Oh, boy. I may have taken it too far, Caitlin said to herself, worriedly, as she looked at her husband. I know that expression—he's angry. And he's got every right to be. Aloud she said, "String, I figured doin' something like this would make you angry, and I'm sorry. But my coach said I had to actually run lines—you remember, like I did that time when I ran lines with Dom." String again found himself recalling what Dom had told him about that incident.
"If he won't accept his responsibility, then he just doesn't exist for me anymore," Caitlin had said, tears streaming down her face. "And I don't care what you say! I'm gonna have this baby, and I'm gonna raise it alone!" She'd turned on her heel and stormed out of the office, slamming the door behind her. When Caitlin opened the door again, she was nervous as to what Dom thought—until he started applauding, and she took a bow, like all good actresses would. He felt himself drawn back to the present when he heard Caitlin's voice again.
"Believe me, String—I didn't want to do it, and I told my coach just that in class last week—but he said we needed to make it somethin' that whoever we played it on would never forget—and I think this qualifies, don't you?" She wanted to give him her best impish grin—hell, forget that, I want him to take me upstairs and make love to me right now—Caitlin said to herself—but I know I can't, and he won't. At least not yet.
"Yeah, Cait," String replied. He felt his anger already lessening, and he didn't like that—he wanted to hold onto his anger for as long as possible, to express how angry he'd really been as he watched Caitlin and their kids walk out of the cabin this morning, to make Caitlin feel like she'd made him feel earlier that morning, when she'd announced that she was leaving him. But even as mad as I was when she left, I can't, String said to himself. Even as angry as she made me and as frightened as I was, I can't do that to her—or our kids—because, dammit, I still love all of them—especially Caitlin—and I always will, no matter what. And besides, String said to himself, I remember what Dom said before we got married.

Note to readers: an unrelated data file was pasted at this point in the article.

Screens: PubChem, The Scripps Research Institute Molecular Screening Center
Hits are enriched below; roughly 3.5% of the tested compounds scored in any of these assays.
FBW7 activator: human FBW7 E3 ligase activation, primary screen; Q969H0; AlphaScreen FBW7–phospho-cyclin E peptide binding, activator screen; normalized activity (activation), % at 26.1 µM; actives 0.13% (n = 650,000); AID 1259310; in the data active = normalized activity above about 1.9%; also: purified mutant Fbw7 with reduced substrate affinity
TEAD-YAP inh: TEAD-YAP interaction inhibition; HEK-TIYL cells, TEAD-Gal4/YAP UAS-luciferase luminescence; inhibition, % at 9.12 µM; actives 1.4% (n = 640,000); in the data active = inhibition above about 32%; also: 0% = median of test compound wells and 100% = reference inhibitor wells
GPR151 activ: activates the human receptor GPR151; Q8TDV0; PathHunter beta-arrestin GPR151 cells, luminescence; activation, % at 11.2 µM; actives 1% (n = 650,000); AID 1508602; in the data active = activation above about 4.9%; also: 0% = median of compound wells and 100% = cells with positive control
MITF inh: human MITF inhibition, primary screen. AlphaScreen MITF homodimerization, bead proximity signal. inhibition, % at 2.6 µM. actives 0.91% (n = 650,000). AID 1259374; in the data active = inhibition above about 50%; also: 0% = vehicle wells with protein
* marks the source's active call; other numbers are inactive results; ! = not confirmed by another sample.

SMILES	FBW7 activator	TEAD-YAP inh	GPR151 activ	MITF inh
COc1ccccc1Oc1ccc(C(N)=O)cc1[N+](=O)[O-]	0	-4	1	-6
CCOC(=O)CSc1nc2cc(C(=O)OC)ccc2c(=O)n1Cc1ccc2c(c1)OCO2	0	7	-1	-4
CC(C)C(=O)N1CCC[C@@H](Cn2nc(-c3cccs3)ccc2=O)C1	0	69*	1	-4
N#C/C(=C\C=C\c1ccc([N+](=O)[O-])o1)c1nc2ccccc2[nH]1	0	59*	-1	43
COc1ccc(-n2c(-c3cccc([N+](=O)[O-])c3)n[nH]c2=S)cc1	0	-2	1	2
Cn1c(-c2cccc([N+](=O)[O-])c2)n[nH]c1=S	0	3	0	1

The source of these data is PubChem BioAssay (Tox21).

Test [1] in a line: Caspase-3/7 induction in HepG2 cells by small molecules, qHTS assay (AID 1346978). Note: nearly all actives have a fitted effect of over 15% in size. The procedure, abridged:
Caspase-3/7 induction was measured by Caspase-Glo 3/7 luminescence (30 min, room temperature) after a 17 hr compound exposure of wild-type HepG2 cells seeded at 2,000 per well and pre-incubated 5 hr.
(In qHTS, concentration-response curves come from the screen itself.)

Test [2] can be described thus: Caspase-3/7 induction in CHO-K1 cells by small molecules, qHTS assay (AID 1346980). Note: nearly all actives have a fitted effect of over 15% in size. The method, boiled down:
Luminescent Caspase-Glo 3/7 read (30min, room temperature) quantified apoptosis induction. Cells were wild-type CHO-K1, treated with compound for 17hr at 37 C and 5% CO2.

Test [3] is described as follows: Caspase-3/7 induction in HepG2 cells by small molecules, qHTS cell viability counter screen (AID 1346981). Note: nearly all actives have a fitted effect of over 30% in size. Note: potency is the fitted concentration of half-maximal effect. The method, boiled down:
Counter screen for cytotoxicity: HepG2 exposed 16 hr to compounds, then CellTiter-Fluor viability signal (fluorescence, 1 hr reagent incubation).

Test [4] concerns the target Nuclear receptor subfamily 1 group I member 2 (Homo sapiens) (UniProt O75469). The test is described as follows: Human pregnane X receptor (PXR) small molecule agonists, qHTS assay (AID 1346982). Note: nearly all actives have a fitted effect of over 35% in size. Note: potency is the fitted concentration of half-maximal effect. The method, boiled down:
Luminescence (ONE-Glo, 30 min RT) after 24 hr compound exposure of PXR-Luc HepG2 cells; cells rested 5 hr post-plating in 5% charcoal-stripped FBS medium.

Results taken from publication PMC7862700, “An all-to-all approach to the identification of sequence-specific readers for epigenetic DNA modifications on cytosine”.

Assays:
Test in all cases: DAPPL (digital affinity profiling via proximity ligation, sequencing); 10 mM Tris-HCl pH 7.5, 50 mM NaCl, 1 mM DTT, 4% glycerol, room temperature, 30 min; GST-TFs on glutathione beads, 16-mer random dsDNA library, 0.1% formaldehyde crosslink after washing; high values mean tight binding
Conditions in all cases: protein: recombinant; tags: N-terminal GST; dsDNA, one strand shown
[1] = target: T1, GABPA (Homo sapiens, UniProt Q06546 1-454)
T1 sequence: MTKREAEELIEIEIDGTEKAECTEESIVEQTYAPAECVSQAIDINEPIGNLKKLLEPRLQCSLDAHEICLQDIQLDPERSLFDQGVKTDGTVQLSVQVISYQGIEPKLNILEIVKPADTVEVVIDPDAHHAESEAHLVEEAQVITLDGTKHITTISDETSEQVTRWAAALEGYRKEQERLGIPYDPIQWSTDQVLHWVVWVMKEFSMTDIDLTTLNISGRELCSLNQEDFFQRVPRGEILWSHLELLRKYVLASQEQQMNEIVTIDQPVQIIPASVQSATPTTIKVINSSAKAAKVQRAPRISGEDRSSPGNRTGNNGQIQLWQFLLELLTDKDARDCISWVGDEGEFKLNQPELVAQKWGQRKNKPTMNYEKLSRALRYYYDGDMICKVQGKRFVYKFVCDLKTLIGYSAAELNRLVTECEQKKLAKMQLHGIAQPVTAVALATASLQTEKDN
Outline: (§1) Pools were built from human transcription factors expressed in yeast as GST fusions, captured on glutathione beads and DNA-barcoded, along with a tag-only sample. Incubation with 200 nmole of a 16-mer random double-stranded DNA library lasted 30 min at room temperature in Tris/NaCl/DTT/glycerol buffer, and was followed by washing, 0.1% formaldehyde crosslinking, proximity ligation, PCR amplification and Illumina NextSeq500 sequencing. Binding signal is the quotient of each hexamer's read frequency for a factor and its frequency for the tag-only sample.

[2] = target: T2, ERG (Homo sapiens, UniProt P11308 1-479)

During the rehearsal dinner, when Dom stood up to give the customary toast, he had said, "String, Cait. Always remember—never go to bed angry. Resolve your problems before they start. And, tomorrow's the first day of the rest of your life. And every day should be just like tomorrow. Every day should be your wedding day. That'll make the rest of your lives very special. And always remember this, too—I love you guys." Hearing Dom's voice in his head again, String felt the last vestiges of his anger draining away, and he promised himself that he wouldn't go to bed tonight angry at Caitlin for what happened.